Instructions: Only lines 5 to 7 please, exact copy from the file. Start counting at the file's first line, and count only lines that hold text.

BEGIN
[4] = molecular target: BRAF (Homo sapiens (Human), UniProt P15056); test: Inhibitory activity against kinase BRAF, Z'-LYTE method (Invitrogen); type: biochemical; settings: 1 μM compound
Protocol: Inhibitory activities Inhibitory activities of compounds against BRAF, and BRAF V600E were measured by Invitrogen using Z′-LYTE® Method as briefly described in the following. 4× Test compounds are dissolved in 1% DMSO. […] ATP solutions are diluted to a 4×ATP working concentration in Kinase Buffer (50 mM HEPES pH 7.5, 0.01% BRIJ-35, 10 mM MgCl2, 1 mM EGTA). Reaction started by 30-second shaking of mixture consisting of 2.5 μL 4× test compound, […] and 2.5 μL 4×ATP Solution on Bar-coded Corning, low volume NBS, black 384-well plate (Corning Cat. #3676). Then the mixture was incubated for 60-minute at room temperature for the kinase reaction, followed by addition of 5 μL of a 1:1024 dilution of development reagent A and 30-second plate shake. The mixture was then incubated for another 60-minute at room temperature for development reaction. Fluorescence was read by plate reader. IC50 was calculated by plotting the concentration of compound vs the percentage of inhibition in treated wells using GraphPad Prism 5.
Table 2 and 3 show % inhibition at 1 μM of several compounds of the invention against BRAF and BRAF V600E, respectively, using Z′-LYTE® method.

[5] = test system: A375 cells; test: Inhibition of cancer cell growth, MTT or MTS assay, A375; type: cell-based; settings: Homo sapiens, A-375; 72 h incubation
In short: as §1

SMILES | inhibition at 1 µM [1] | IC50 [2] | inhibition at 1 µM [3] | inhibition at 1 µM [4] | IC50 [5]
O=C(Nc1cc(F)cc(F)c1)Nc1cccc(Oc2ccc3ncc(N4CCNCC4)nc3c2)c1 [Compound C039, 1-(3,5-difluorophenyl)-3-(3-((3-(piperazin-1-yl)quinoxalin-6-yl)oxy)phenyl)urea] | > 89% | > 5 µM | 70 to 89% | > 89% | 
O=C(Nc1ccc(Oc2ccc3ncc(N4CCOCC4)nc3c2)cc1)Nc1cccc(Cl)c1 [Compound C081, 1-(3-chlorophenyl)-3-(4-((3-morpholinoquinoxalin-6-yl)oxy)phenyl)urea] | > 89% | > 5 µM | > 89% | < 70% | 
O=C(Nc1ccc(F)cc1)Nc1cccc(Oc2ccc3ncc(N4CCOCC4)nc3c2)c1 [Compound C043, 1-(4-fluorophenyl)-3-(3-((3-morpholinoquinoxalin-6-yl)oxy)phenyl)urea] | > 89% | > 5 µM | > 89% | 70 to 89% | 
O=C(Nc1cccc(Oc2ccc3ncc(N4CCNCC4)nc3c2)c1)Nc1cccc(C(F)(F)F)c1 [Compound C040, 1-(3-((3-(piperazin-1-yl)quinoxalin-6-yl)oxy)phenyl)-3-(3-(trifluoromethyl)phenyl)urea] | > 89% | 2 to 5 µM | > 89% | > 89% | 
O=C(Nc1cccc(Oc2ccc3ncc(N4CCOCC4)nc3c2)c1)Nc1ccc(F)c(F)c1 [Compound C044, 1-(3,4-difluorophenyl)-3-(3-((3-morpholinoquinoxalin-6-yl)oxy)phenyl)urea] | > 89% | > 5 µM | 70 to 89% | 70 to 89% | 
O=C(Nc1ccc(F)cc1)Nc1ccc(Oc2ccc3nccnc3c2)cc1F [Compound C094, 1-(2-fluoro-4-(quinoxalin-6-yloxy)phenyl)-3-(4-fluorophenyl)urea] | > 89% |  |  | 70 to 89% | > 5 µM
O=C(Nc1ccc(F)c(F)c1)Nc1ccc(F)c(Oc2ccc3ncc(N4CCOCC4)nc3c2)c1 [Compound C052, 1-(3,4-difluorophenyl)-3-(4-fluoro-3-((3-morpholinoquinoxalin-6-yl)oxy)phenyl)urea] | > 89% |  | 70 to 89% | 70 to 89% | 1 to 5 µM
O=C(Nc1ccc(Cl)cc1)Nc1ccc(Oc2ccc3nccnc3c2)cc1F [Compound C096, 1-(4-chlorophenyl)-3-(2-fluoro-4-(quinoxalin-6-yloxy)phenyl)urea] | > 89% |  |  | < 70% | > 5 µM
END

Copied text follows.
In short: as §1

SMILES | inhibition at 1 µM [1] | IC50 [2] | inhibition at 1 µM [3] | inhibition at 1 µM [4] | IC50 [5]
O=C(Nc1cc(F)cc(F)c1)Nc1cccc(Oc2ccc3ncc(N4CCNCC4)nc3c2)c1 [Compound C039, 1-(3,5-difluorophenyl)-3-(3-((3-(piperazin-1-yl)quinoxalin-6-yl)oxy)phenyl)urea] | > 89% | > 5 µM | 70 to 89% | > 89% | 